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Hugo Neighborhood Association & Historical Society

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HUGO SUPPLY COMPANY

History Hugo Supply Company/Hugo Hitching Post

Established 1910 By Owners William & Agness Mackenzie

Speech by Blake and Jacque Hardwick, Owners 1967 - 1968

For the Hugo Neighborhood Association & Historical Society

May 25, 2002

This is a collective summary of the information we know and have researched on the "Hugo Supply Company" and later the "Hugo Hitching Post." As previous owners, we remember some of its history and have pictures to corroborate most facts.

Hugo Supply Company

Hugo Supply Company was a general store with a post office. Jacque Hardwick lived in Hugo from 1948 - 1957. I remember the Mackenzies and can picture them in my mind, but so far have not found any pictures of William and only one of Agness. Our address at the time was P.O. Box 125, Hugo, Oregon.

The computerized image of the Hugo Supply Company was created by Mike Walker on his computer taking many hours to accomplish. Three black and white pictures of the Hugo Supply Company ca 1930s were found by Blake and Jacque in the Hugo Hitching Post during the time they owned the store in 1967 - 1968. They were in an envelope under the candy boxes and found when Jacque was cleaning the candy counter. What a find ... A fourth picture shows the front of the store and evidently was given to the Mackenzies. On the back of this one was written:

"A Panoramic view of Mom, the late 1920s Hudson and Roger — in front of Hugo’s Biggest and Best Store. 7-6-46"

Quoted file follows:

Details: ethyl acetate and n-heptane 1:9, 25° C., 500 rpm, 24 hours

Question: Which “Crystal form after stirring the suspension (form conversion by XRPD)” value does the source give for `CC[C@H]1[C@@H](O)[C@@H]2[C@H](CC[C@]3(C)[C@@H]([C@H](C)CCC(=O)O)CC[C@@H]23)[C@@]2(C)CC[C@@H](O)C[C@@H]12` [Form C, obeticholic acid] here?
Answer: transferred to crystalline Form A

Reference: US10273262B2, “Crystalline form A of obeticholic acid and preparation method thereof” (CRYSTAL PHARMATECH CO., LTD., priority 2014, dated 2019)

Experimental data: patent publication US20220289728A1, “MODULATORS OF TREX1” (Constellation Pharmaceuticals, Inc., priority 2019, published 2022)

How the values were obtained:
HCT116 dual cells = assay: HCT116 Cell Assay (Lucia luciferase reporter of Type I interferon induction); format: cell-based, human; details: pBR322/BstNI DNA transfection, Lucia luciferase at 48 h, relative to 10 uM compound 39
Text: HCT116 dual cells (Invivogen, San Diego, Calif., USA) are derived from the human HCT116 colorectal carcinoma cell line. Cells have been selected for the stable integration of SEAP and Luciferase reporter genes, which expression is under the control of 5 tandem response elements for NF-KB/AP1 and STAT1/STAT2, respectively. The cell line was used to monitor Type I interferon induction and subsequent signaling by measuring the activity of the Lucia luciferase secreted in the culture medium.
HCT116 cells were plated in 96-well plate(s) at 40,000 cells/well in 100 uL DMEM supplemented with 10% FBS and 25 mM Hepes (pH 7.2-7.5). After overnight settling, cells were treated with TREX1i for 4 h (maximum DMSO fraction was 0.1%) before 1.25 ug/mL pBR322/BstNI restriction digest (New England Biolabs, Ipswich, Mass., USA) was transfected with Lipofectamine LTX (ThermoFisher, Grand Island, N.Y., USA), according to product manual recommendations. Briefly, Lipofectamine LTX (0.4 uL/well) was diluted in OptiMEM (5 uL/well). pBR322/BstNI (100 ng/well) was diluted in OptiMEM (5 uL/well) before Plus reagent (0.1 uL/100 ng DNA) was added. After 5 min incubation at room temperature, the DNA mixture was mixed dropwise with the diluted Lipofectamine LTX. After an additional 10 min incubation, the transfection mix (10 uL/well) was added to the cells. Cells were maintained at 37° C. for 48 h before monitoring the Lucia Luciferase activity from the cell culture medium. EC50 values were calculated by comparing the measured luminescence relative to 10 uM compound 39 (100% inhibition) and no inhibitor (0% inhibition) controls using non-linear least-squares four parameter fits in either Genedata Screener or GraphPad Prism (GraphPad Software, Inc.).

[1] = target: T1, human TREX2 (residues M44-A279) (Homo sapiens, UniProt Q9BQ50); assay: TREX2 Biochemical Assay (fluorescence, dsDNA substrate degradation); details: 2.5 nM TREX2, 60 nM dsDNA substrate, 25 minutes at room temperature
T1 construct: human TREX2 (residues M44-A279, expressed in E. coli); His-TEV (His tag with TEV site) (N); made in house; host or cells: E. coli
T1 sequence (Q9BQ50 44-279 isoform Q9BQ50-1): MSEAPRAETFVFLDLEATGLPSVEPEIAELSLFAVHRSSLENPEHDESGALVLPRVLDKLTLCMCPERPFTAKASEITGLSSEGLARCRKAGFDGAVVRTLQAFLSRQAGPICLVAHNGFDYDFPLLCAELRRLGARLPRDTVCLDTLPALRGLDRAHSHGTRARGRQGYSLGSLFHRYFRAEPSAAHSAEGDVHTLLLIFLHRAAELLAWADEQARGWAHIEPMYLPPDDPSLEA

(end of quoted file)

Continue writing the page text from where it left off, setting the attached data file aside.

In talking to Wayne McKy recently we have identified "Roger." He was Roger Fenton who lived in the little house directly behind the store. Roger worked on the Southern Pacific Railroad’s "Section Gang Crew" during the late 1940s. When the Hardwicks owned the store May 1967 - May 1968, Roger Fenton still worked for the railroad. He had a little machine with railroad track fitting wheels we called a "putt-putt" because as he traveled up and down the tracks it made putt-putt sounds. Whenever Roger was in the Hugo area he would park his putt-putt on the Hugo siding and walk up to our store for lunch. At that time he was contemplating retirement.

 

Hugo Hitching Post: 1967 - 1968

The next colored pictures were taken by the Hardwicks.. If you look closely they show on the left a red Chevron gas pump. In talking to our Chevron gas truck driver we were told it was the first one gallon gas pump in Josephine County. To use this pump, you wound it one way for one-gallon of gas — then wound it back. You did this for every gallon.

When the Hardwicks owned the store Frank Buffington was still alive. Some of you may remember Frank. If you look closely Frank is standing by a pillar just to the right of the red pump. Blake and Frank spent many an afternoon — in by the wood stove in winter, or on the bench on the front porch in summer — reminiscing about Hugo’s past. Whenever Frank would come by and need gas for his truck, he would put a gallon of stove oil in with the gas. He claimed it helped his engine run cleaner. At the time the Hardwicks owned the store — stove oil was in the tank to the little red pump. As you can see in these pictures there had been a regular and a supreme gas pump — note the gas prices at 32.9 and 33.9 for regular.